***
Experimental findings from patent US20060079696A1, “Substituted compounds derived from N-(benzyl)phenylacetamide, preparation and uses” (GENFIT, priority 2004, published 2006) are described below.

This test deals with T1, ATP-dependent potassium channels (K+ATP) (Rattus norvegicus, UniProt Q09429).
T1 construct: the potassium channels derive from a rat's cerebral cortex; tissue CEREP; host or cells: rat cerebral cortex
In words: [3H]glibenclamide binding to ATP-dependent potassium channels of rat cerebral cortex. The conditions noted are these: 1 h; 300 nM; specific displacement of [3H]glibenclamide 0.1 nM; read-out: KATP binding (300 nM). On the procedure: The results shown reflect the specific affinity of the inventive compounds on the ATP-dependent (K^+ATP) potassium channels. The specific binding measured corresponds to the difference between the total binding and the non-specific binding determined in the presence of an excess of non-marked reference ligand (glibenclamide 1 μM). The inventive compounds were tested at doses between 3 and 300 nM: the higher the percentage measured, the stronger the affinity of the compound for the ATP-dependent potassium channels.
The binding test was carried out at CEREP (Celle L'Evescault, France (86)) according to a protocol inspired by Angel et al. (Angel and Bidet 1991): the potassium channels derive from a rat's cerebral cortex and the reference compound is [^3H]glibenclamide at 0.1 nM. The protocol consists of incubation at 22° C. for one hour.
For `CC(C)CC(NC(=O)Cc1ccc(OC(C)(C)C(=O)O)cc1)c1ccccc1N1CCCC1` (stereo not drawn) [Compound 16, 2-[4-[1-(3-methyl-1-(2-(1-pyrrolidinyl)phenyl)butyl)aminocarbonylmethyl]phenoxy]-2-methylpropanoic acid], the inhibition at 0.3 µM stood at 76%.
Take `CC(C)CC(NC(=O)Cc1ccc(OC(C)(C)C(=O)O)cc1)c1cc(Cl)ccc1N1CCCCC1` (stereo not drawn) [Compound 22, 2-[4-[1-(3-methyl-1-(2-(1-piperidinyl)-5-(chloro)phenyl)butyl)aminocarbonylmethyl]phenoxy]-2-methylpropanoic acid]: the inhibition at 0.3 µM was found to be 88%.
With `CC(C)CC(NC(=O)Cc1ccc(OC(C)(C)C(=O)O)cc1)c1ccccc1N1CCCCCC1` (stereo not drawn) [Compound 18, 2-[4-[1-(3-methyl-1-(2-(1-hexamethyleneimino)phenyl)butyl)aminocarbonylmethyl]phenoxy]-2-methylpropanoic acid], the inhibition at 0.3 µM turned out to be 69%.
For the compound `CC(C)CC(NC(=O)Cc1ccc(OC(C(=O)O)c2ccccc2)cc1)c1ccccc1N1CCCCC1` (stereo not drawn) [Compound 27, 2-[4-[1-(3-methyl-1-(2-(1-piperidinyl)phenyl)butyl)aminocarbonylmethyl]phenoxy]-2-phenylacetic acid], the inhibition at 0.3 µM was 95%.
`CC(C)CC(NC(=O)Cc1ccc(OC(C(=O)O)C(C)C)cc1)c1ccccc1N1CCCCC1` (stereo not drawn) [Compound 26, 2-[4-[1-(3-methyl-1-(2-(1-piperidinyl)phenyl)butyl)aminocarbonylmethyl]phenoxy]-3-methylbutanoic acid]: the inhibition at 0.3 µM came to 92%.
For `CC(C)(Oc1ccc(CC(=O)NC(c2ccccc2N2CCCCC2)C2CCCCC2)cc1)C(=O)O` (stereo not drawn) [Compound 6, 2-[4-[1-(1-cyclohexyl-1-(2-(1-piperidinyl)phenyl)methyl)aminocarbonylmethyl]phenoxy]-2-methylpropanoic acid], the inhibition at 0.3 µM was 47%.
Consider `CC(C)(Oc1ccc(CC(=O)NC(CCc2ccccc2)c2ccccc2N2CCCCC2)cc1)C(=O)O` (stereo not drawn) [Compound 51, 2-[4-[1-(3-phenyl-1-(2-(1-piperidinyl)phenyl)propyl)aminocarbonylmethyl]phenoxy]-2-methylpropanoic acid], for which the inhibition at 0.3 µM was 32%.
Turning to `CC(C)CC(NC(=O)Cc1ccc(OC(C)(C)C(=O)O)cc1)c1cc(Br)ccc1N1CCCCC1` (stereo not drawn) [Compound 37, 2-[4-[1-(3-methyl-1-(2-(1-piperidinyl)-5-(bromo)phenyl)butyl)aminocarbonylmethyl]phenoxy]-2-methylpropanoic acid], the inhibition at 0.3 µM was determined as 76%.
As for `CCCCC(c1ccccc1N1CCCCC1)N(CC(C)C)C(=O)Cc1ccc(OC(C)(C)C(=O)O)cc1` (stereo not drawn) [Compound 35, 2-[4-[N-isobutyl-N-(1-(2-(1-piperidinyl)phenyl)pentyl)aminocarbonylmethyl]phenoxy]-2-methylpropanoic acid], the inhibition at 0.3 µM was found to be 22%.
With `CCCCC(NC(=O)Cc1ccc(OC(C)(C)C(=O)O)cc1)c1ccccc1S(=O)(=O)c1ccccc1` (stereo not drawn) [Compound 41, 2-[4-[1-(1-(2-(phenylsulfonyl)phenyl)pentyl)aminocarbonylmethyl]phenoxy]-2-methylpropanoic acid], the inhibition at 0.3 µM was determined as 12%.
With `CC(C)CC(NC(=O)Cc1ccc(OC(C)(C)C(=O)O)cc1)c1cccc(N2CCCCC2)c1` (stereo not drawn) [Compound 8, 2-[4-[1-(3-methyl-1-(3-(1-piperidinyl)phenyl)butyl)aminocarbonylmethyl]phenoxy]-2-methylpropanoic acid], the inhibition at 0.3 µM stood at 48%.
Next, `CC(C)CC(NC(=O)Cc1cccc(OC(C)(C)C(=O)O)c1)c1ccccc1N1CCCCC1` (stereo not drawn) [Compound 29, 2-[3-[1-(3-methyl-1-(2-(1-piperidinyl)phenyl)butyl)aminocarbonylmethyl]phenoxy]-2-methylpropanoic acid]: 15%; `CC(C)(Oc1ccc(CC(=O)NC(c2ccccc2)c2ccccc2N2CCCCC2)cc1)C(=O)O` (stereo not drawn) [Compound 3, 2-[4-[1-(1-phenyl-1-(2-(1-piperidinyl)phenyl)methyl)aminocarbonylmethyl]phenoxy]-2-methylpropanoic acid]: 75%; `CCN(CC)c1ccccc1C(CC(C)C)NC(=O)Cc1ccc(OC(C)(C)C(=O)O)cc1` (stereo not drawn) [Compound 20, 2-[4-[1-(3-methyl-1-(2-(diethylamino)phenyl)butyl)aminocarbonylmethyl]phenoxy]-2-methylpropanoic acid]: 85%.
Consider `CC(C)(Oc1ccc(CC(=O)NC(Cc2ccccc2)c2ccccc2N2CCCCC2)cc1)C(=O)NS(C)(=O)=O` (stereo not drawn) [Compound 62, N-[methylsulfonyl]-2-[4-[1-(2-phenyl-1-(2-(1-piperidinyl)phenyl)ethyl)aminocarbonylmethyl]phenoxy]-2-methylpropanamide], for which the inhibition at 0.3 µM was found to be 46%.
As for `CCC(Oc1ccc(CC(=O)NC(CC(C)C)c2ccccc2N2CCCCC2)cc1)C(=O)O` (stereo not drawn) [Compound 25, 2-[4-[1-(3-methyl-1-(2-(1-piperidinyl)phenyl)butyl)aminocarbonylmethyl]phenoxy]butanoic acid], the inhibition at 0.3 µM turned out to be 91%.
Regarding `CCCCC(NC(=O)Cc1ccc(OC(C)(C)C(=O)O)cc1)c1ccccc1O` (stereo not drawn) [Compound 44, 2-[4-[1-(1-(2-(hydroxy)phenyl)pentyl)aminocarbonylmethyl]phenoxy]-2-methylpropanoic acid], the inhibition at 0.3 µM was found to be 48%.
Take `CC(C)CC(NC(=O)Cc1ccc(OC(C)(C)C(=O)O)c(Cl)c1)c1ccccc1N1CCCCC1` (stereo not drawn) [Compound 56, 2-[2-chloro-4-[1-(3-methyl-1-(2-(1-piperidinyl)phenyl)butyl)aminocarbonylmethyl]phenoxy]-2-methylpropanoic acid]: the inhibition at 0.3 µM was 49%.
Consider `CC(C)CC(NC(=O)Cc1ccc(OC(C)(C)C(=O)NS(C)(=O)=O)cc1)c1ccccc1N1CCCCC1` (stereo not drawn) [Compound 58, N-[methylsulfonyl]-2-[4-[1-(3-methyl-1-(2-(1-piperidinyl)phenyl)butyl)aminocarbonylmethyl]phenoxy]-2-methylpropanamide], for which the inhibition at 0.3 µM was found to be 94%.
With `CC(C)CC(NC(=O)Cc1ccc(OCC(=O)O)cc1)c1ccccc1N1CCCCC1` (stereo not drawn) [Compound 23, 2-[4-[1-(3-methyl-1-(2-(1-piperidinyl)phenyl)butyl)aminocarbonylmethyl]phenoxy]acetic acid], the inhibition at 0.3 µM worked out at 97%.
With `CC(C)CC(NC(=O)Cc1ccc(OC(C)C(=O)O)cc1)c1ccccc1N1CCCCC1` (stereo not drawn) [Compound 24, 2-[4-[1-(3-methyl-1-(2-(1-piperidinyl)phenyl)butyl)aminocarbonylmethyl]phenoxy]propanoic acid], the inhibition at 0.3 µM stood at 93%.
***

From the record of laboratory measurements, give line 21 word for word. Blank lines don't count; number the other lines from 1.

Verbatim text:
Take `CC(C)CC(NC(=O)Cc1ccc(OC(C)(C)C(=O)O)c(Cl)c1)c1ccccc1N1CCCCC1` (stereo not drawn) [Compound 56, 2-[2-chloro-4-[1-(3-methyl-1-(2-(1-piperidinyl)phenyl)butyl)aminocarbonylmethyl]phenoxy]-2-methylpropanoic acid]: the inhibition at 0.3 µM was 49%.